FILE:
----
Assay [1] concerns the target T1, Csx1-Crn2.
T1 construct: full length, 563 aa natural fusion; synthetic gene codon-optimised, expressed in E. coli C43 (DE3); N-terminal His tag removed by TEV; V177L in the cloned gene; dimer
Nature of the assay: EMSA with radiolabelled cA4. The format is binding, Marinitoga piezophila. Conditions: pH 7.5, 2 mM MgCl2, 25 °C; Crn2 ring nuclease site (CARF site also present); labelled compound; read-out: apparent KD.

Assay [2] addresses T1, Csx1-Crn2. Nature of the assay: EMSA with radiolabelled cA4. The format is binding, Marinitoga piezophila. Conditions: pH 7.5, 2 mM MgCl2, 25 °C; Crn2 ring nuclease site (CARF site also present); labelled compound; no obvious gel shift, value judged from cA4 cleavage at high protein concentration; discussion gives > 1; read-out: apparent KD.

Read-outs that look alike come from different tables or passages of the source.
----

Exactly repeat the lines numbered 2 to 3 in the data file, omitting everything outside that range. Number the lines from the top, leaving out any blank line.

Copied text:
T1 construct: full length, 563 aa natural fusion; synthetic gene codon-optimised, expressed in E. coli C43 (DE3); N-terminal His tag removed by TEV; V177L in the cloned gene; dimer
Nature of the assay: EMSA with radiolabelled cA4. The format is binding, Marinitoga piezophila. Conditions: pH 7.5, 2 mM MgCl2, 25 °C; Crn2 ring nuclease site (CARF site also present); labelled compound; read-out: apparent KD.